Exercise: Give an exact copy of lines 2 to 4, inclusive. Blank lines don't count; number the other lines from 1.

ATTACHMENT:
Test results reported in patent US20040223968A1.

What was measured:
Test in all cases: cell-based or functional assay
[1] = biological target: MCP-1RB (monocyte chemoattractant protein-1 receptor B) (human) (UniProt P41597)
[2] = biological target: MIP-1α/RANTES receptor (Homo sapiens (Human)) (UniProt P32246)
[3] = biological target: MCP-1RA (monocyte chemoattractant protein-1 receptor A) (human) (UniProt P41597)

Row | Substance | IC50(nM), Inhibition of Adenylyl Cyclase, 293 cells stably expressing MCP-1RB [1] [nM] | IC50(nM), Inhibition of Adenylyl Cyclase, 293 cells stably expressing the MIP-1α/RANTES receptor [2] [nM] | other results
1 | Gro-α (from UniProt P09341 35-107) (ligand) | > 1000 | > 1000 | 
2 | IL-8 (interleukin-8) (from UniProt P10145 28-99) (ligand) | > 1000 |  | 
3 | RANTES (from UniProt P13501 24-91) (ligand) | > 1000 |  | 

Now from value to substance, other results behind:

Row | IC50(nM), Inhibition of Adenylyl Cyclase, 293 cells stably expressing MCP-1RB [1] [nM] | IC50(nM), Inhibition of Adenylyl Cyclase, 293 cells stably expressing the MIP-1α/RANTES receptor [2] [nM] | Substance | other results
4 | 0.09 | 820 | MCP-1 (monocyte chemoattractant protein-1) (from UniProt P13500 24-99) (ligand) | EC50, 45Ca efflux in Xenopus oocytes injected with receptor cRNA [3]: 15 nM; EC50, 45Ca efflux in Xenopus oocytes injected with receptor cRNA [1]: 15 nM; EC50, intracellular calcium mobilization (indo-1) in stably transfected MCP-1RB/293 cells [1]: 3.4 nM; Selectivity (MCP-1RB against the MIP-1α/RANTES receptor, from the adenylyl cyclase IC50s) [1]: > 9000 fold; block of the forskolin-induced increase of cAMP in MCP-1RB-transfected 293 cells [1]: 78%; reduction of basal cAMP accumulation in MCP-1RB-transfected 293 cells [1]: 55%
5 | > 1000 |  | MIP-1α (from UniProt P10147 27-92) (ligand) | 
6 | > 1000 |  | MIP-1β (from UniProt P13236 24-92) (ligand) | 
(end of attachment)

What was measured:
Test in all cases: cell-based or functional assay
[1] = biological target: MCP-1RB (monocyte chemoattractant protein-1 receptor B) (human) (UniProt P41597)